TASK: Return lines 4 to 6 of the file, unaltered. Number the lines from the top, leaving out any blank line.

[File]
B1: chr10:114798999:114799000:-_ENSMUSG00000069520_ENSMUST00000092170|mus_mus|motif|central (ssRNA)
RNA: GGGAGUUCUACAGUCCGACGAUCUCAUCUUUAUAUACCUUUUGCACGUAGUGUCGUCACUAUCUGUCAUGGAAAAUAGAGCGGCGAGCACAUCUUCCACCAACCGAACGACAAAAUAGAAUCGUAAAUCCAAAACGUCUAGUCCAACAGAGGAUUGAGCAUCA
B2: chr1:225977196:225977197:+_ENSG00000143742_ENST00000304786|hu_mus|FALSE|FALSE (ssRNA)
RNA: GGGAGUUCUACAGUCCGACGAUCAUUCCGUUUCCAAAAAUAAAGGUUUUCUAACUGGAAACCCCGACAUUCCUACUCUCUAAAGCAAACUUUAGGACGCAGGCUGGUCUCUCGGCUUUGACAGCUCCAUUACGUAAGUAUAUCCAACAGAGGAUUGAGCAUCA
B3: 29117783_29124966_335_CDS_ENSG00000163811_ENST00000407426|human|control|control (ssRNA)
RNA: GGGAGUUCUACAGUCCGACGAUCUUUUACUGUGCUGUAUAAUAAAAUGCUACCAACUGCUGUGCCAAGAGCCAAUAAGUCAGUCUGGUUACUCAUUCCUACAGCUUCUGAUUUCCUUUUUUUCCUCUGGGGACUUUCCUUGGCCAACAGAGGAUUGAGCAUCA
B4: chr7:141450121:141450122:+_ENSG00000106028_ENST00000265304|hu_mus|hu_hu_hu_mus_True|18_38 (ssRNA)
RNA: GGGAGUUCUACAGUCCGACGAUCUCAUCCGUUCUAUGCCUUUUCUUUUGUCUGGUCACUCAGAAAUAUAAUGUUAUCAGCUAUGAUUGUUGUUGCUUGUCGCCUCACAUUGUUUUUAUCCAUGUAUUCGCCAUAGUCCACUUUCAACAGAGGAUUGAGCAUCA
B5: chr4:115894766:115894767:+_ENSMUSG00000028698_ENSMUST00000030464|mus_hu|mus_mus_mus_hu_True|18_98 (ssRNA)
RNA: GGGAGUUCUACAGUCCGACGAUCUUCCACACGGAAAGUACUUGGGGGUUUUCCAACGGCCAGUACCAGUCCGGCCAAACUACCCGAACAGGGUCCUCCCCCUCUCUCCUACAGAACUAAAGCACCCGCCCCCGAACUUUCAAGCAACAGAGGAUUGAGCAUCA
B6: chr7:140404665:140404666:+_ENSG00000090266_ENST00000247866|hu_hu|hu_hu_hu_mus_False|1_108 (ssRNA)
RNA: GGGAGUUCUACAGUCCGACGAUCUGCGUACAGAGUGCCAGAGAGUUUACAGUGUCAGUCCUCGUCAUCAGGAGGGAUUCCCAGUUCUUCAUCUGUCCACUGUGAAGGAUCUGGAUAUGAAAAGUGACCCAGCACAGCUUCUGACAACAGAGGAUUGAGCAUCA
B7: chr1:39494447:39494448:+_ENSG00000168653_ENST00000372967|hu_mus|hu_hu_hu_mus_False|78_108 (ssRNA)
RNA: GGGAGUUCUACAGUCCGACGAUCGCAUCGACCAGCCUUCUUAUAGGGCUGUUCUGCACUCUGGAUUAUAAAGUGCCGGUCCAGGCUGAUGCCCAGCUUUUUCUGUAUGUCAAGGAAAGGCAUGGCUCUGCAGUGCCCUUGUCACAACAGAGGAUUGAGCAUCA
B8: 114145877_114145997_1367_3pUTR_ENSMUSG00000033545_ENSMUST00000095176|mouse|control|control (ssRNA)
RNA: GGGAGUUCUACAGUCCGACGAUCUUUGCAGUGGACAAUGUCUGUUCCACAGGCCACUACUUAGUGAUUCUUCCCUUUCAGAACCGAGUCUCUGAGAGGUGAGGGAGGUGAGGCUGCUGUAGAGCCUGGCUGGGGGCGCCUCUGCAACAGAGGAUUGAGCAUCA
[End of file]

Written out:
RNA: GGGAGUUCUACAGUCCGACGAUCAUUCCGUUUCCAAAAAUAAAGGUUUUCUAACUGGAAACCCCGACAUUCCUACUCUCUAAAGCAAACUUUAGGACGCAGGCUGGUCUCUCGGCUUUGACAGCUCCAUUACGUAAGUAUAUCCAACAGAGGAUUGAGCAUCA
B3: 29117783_29124966_335_CDS_ENSG00000163811_ENST00000407426|human|control|control (ssRNA)
RNA: GGGAGUUCUACAGUCCGACGAUCUUUUACUGUGCUGUAUAAUAAAAUGCUACCAACUGCUGUGCCAAGAGCCAAUAAGUCAGUCUGGUUACUCAUUCCUACAGCUUCUGAUUUCCUUUUUUUCCUCUGGGGACUUUCCUUGGCCAACAGAGGAUUGAGCAUCA